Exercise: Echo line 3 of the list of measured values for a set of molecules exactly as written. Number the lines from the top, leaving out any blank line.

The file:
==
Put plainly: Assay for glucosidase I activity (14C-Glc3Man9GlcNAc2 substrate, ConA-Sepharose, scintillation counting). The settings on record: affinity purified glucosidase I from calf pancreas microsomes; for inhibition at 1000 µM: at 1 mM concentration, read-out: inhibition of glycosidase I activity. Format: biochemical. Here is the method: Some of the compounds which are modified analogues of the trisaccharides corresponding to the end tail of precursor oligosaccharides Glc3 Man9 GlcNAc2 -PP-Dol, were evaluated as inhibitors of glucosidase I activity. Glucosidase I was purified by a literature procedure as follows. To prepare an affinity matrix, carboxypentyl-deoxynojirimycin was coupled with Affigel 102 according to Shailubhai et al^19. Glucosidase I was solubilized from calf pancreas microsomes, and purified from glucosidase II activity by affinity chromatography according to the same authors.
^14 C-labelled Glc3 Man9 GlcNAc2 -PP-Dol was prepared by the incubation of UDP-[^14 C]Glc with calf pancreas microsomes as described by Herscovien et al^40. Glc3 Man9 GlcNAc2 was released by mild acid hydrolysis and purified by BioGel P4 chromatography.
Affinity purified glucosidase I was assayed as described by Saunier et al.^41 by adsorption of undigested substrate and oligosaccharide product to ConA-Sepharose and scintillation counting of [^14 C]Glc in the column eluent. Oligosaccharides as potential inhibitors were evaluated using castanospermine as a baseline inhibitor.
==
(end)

Affinity purified glucosidase I was assayed as described by Saunier et al.^41 by adsorption of undigested substrate and oligosaccharide product to ConA-Sepharose and scintillation counting of [^14 C]Glc in the column eluent. Oligosaccharides as potential inhibitors were evaluated using castanospermine as a baseline inhibitor.